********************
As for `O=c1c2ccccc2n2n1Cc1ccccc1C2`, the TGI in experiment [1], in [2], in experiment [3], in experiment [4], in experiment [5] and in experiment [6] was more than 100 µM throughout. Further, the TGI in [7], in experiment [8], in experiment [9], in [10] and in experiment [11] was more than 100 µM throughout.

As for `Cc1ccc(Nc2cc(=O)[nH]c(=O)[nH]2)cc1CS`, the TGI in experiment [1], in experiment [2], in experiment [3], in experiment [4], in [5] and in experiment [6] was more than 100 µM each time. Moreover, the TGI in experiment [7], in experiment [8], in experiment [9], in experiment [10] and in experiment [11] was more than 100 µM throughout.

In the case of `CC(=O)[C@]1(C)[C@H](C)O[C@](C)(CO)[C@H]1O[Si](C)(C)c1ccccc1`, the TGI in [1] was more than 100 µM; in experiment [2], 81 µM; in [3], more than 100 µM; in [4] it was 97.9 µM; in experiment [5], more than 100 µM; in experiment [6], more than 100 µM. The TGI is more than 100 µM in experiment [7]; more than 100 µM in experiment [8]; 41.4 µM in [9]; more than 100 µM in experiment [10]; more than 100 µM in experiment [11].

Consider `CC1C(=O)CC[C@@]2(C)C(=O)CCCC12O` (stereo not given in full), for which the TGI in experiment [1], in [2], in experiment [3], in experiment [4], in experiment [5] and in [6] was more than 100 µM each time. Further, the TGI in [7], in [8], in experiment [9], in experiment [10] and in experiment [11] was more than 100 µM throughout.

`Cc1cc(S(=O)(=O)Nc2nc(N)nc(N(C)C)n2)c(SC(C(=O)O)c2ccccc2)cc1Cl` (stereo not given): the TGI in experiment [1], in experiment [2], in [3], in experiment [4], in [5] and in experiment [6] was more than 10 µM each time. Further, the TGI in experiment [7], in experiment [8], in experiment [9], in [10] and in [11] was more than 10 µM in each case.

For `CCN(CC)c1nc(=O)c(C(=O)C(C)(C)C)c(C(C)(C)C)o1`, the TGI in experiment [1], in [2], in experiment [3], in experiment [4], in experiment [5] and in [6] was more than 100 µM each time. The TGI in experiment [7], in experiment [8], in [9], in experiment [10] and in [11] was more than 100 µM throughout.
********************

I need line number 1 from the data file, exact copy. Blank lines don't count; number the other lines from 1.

As for `O=c1c2ccccc2n2n1Cc1ccccc1C2`, the TGI in experiment [1], in [2], in experiment [3], in experiment [4], in experiment [5] and in experiment [6] was more than 100 µM throughout. Further, the TGI in [7], in experiment [8], in experiment [9], in [10] and in experiment [11] was more than 100 µM throughout.